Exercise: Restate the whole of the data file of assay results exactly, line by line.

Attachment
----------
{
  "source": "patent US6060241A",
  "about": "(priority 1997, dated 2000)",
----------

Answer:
{
  "source": "patent US6060241A",
  "about": "(priority 1997, dated 2000)",